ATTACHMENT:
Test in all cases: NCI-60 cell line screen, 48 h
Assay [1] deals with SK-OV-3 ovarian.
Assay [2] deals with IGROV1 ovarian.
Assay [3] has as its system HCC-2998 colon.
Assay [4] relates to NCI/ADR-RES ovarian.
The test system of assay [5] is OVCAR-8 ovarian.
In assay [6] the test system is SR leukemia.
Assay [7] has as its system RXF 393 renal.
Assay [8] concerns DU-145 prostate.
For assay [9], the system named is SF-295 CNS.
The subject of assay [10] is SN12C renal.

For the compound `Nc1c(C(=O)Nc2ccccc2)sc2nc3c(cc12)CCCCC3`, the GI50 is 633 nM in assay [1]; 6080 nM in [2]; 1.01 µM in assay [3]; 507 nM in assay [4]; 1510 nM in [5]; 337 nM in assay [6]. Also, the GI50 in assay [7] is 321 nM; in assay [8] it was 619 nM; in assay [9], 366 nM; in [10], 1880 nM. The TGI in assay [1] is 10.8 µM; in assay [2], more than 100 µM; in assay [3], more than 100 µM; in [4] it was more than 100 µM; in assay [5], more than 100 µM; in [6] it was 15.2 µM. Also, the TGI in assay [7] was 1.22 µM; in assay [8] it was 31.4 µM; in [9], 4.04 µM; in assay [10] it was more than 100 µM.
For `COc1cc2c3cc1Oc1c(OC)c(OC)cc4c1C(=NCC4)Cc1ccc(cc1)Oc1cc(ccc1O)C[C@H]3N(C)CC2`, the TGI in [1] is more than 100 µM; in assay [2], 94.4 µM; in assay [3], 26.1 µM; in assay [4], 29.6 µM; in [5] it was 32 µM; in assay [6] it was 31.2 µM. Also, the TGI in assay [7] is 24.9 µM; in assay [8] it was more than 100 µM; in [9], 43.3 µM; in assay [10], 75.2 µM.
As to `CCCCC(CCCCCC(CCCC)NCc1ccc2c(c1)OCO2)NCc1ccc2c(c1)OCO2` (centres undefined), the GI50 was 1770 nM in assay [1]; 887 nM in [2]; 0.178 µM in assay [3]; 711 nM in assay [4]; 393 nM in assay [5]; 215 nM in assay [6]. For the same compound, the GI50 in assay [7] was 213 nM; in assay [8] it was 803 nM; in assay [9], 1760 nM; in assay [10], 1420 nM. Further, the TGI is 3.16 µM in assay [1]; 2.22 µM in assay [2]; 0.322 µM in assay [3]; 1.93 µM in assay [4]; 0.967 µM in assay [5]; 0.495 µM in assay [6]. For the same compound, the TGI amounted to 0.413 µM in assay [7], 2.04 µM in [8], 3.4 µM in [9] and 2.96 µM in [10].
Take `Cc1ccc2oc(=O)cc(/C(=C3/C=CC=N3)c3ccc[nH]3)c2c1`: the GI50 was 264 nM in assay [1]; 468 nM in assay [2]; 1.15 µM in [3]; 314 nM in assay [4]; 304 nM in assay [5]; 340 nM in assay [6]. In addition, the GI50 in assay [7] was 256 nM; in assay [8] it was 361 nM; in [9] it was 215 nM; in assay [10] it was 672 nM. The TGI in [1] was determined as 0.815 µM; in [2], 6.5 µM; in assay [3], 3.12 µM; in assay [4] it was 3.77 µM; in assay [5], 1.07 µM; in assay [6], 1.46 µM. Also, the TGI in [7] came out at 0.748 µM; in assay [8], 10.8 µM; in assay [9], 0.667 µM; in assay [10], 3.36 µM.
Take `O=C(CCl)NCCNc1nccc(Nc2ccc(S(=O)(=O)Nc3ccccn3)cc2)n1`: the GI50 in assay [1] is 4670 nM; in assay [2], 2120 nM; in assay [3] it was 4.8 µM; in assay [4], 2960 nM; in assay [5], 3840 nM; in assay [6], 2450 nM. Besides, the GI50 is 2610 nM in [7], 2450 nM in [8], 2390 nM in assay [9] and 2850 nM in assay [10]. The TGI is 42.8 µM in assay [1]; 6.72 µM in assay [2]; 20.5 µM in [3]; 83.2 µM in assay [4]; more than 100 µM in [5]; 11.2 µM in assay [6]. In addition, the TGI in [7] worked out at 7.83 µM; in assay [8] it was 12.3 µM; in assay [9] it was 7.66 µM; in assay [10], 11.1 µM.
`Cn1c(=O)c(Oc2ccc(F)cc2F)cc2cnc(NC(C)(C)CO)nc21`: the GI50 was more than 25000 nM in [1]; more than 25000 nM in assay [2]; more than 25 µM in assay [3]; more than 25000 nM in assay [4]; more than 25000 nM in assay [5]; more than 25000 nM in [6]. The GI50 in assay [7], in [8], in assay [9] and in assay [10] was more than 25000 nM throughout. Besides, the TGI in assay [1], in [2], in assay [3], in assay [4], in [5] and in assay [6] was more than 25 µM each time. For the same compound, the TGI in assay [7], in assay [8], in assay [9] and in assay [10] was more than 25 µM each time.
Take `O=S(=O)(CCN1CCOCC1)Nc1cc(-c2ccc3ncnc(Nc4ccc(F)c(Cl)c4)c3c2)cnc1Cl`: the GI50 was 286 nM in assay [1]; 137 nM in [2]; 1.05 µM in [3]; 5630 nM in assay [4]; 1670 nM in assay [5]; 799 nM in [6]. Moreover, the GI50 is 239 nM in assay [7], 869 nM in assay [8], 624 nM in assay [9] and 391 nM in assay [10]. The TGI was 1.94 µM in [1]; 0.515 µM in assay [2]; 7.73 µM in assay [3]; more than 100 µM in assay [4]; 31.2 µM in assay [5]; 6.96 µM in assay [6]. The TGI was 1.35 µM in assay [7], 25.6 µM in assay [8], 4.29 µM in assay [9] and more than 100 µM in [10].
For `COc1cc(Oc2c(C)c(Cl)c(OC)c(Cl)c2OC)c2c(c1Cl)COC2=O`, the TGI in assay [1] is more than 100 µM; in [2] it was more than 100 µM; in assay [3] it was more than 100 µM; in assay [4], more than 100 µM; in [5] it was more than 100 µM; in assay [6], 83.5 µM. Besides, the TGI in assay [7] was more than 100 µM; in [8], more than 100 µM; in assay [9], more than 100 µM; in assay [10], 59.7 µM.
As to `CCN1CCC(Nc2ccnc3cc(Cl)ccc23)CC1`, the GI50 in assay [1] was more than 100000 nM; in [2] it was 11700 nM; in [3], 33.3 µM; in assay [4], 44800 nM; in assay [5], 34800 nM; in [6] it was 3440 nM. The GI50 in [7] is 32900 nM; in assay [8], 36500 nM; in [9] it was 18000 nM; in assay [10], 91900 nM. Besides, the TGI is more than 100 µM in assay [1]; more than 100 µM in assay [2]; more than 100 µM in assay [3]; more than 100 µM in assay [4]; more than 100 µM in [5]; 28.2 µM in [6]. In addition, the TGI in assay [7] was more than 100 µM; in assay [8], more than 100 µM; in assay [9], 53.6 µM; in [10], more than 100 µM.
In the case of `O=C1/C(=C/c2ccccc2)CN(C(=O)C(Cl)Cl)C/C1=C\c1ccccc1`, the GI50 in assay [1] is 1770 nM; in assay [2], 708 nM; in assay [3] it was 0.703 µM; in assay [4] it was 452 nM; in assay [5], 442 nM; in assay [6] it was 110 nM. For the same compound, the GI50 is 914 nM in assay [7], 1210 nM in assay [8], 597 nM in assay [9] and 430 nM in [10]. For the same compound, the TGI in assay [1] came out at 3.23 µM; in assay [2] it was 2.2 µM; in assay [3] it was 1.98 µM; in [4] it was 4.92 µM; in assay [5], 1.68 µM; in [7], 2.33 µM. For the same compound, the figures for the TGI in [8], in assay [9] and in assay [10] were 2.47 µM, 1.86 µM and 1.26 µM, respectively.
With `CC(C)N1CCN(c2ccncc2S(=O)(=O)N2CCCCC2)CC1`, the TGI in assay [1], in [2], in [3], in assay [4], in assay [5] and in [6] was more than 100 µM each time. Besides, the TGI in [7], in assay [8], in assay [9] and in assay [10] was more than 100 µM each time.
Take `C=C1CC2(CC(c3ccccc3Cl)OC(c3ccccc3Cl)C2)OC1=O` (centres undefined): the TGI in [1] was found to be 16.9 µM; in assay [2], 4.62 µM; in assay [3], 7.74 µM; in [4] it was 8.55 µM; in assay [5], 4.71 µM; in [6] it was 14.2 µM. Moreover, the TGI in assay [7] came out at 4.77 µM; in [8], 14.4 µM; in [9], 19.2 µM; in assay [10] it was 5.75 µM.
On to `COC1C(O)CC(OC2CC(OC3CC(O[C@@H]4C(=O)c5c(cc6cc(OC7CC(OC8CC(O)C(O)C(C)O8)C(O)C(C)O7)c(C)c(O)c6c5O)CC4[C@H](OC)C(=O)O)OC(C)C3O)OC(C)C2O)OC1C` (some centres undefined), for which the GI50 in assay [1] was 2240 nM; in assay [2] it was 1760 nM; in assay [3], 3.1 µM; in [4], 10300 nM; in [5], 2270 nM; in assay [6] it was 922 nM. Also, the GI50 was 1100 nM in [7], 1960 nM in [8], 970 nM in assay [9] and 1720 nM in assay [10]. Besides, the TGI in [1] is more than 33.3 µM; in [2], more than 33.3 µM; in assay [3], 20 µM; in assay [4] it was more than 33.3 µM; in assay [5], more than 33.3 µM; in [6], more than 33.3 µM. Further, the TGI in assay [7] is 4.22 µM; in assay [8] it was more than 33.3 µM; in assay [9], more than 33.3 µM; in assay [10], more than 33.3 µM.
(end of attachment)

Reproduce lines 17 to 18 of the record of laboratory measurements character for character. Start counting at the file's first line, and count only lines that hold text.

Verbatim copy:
`Cn1c(=O)c(Oc2ccc(F)cc2F)cc2cnc(NC(C)(C)CO)nc21`: the GI50 was more than 25000 nM in [1]; more than 25000 nM in assay [2]; more than 25 µM in assay [3]; more than 25000 nM in assay [4]; more than 25000 nM in assay [5]; more than 25000 nM in [6]. The GI50 in assay [7], in [8], in assay [9] and in assay [10] was more than 25000 nM throughout. Besides, the TGI in assay [1], in [2], in assay [3], in assay [4], in [5] and in assay [6] was more than 25 µM each time. For the same compound, the TGI in assay [7], in assay [8], in assay [9] and in assay [10] was more than 25 µM each time.
Take `O=S(=O)(CCN1CCOCC1)Nc1cc(-c2ccc3ncnc(Nc4ccc(F)c(Cl)c4)c3c2)cnc1Cl`: the GI50 was 286 nM in assay [1]; 137 nM in [2]; 1.05 µM in [3]; 5630 nM in assay [4]; 1670 nM in assay [5]; 799 nM in [6]. Moreover, the GI50 is 239 nM in assay [7], 869 nM in assay [8], 624 nM in assay [9] and 391 nM in assay [10]. The TGI was 1.94 µM in [1]; 0.515 µM in assay [2]; 7.73 µM in assay [3]; more than 100 µM in assay [4]; 31.2 µM in assay [5]; 6.96 µM in assay [6]. The TGI was 1.35 µM in assay [7], 25.6 µM in assay [8], 4.29 µM in assay [9] and more than 100 µM in [10].